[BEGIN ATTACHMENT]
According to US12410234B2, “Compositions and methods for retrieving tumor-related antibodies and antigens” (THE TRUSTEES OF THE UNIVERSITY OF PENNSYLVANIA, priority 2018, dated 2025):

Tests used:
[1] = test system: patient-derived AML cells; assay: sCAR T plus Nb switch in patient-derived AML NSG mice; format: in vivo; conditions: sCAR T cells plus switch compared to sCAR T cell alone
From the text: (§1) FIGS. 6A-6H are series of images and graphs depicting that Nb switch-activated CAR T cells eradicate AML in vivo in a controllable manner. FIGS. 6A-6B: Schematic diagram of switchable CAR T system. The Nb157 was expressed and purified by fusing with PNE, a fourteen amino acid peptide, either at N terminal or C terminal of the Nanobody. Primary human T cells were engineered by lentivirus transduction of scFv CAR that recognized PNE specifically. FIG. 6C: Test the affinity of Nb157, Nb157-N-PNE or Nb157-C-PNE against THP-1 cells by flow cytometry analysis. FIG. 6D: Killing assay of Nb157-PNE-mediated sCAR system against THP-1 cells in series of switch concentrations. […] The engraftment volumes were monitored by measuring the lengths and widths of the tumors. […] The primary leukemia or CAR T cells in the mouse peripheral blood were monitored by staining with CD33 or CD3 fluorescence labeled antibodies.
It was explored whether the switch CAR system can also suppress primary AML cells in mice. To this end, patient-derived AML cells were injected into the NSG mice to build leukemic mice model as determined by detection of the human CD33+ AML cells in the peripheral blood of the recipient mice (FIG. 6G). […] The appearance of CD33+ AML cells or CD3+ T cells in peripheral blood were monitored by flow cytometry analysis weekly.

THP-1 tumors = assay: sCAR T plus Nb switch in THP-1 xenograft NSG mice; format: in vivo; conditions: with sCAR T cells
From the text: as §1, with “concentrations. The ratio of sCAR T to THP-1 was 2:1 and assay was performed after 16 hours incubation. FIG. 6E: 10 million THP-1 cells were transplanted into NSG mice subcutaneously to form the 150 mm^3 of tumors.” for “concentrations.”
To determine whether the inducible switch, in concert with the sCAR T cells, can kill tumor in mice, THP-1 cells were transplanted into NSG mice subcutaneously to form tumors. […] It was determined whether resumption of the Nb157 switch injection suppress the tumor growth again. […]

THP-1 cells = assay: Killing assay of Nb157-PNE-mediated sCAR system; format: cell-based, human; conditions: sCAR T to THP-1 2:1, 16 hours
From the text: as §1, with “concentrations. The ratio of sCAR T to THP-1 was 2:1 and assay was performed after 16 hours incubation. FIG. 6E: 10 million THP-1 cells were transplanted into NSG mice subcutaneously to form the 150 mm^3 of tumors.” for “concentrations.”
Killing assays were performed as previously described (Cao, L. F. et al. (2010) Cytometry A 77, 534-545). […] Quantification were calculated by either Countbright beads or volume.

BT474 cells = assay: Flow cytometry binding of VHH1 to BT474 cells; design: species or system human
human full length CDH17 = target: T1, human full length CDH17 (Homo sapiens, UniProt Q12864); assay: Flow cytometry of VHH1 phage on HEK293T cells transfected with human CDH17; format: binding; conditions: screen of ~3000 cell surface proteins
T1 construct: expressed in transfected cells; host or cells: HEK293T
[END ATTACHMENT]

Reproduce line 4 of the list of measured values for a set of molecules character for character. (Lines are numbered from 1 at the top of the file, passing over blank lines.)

From the text: (§1) FIGS. 6A-6H are series of images and graphs depicting that Nb switch-activated CAR T cells eradicate AML in vivo in a controllable manner. FIGS. 6A-6B: Schematic diagram of switchable CAR T system. The Nb157 was expressed and purified by fusing with PNE, a fourteen amino acid peptide, either at N terminal or C terminal of the Nanobody. Primary human T cells were engineered by lentivirus transduction of scFv CAR that recognized PNE specifically. FIG. 6C: Test the affinity of Nb157, Nb157-N-PNE or Nb157-C-PNE against THP-1 cells by flow cytometry analysis. FIG. 6D: Killing assay of Nb157-PNE-mediated sCAR system against THP-1 cells in series of switch concentrations. […] The engraftment volumes were monitored by measuring the lengths and widths of the tumors. […] The primary leukemia or CAR T cells in the mouse peripheral blood were monitored by staining with CD33 or CD3 fluorescence labeled antibodies.